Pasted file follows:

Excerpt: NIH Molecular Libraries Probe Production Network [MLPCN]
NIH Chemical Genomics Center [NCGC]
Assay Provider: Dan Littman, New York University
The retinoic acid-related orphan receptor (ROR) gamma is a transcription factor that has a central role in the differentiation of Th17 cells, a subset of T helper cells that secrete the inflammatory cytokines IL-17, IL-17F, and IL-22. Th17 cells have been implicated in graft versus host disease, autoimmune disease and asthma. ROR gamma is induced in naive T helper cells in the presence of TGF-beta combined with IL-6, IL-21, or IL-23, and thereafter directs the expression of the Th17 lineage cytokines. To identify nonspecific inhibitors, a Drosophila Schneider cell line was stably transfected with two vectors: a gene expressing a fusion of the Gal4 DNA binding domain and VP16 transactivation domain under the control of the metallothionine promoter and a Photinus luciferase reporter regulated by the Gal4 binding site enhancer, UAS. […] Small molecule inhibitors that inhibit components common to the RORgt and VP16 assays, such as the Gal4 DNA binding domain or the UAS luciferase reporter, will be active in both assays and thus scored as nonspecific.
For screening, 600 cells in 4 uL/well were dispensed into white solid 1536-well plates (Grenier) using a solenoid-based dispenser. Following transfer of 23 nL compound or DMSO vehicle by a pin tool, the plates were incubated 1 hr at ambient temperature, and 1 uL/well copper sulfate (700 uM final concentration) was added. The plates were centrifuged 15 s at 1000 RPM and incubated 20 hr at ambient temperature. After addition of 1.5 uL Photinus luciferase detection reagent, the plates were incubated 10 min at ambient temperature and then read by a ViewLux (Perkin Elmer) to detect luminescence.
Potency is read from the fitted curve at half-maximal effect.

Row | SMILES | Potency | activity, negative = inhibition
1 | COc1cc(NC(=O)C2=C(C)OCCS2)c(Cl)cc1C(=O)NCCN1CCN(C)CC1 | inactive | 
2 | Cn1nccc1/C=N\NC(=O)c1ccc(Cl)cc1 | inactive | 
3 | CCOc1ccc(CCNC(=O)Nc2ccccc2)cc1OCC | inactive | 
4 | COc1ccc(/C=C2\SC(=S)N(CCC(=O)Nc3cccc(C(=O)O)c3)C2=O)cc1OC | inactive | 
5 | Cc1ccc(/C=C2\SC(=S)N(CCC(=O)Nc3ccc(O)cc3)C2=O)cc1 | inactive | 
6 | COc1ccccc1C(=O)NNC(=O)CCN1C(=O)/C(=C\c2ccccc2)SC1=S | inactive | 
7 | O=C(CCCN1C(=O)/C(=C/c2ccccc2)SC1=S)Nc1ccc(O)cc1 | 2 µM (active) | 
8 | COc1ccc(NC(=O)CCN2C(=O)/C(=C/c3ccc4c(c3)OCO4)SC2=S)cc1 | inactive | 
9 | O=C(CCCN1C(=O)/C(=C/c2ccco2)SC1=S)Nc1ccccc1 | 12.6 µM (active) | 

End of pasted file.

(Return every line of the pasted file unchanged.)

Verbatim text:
Excerpt: NIH Molecular Libraries Probe Production Network [MLPCN]
NIH Chemical Genomics Center [NCGC]
Assay Provider: Dan Littman, New York University
The retinoic acid-related orphan receptor (ROR) gamma is a transcription factor that has a central role in the differentiation of Th17 cells, a subset of T helper cells that secrete the inflammatory cytokines IL-17, IL-17F, and IL-22. Th17 cells have been implicated in graft versus host disease, autoimmune disease and asthma. ROR gamma is induced in naive T helper cells in the presence of TGF-beta combined with IL-6, IL-21, or IL-23, and thereafter directs the expression of the Th17 lineage cytokines. To identify nonspecific inhibitors, a Drosophila Schneider cell line was stably transfected with two vectors: a gene expressing a fusion of the Gal4 DNA binding domain and VP16 transactivation domain under the control of the metallothionine promoter and a Photinus luciferase reporter regulated by the Gal4 binding site enhancer, UAS. […] Small molecule inhibitors that inhibit components common to the RORgt and VP16 assays, such as the Gal4 DNA binding domain or the UAS luciferase reporter, will be active in both assays and thus scored as nonspecific.
For screening, 600 cells in 4 uL/well were dispensed into white solid 1536-well plates (Grenier) using a solenoid-based dispenser. Following transfer of 23 nL compound or DMSO vehicle by a pin tool, the plates were incubated 1 hr at ambient temperature, and 1 uL/well copper sulfate (700 uM final concentration) was added. The plates were centrifuged 15 s at 1000 RPM and incubated 20 hr at ambient temperature. After addition of 1.5 uL Photinus luciferase detection reagent, the plates were incubated 10 min at ambient temperature and then read by a ViewLux (Perkin Elmer) to detect luminescence.
Potency is read from the fitted curve at half-maximal effect.

Row | SMILES | Potency | activity, negative = inhibition
1 | COc1cc(NC(=O)C2=C(C)OCCS2)c(Cl)cc1C(=O)NCCN1CCN(C)CC1 | inactive | 
2 | Cn1nccc1/C=N\NC(=O)c1ccc(Cl)cc1 | inactive | 
3 | CCOc1ccc(CCNC(=O)Nc2ccccc2)cc1OCC | inactive | 
4 | COc1ccc(/C=C2\SC(=S)N(CCC(=O)Nc3cccc(C(=O)O)c3)C2=O)cc1OC | inactive | 
5 | Cc1ccc(/C=C2\SC(=S)N(CCC(=O)Nc3ccc(O)cc3)C2=O)cc1 | inactive | 
6 | COc1ccccc1C(=O)NNC(=O)CCN1C(=O)/C(=C\c2ccccc2)SC1=S | inactive | 
7 | O=C(CCCN1C(=O)/C(=C/c2ccccc2)SC1=S)Nc1ccc(O)cc1 | 2 µM (active) | 
8 | COc1ccc(NC(=O)CCN2C(=O)/C(=C/c3ccc4c(c3)OCO4)SC2=S)cc1 | inactive | 
9 | O=C(CCCN1C(=O)/C(=C/c2ccco2)SC1=S)Nc1ccccc1 | 12.6 µM (active) | 